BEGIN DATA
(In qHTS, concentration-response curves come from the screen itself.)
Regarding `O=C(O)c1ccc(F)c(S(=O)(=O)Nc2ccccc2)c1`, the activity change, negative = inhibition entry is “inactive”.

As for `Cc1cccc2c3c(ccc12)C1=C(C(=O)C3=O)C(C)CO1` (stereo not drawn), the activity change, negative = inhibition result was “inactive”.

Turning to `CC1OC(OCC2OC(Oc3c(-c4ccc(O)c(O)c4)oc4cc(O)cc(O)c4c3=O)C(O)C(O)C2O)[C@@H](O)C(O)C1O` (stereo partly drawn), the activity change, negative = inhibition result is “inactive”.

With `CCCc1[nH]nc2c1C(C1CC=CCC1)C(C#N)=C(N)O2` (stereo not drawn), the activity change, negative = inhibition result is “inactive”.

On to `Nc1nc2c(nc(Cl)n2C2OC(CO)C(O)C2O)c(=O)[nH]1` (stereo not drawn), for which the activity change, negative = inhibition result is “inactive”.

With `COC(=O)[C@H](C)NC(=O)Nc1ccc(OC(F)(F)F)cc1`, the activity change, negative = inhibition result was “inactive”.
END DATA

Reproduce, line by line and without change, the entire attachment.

(In qHTS, concentration-response curves come from the screen itself.)
Regarding `O=C(O)c1ccc(F)c(S(=O)(=O)Nc2ccccc2)c1`, the activity change, negative = inhibition entry is “inactive”.

As for `Cc1cccc2c3c(ccc12)C1=C(C(=O)C3=O)C(C)CO1` (stereo not drawn), the activity change, negative = inhibition result was “inactive”.

Turning to `CC1OC(OCC2OC(Oc3c(-c4ccc(O)c(O)c4)oc4cc(O)cc(O)c4c3=O)C(O)C(O)C2O)[C@@H](O)C(O)C1O` (stereo partly drawn), the activity change, negative = inhibition result is “inactive”.

With `CCCc1[nH]nc2c1C(C1CC=CCC1)C(C#N)=C(N)O2` (stereo not drawn), the activity change, negative = inhibition result is “inactive”.

On to `Nc1nc2c(nc(Cl)n2C2OC(CO)C(O)C2O)c(=O)[nH]1` (stereo not drawn), for which the activity change, negative = inhibition result is “inactive”.

With `COC(=O)[C@H](C)NC(=O)Nc1ccc(OC(F)(F)F)cc1`, the activity change, negative = inhibition result was “inactive”.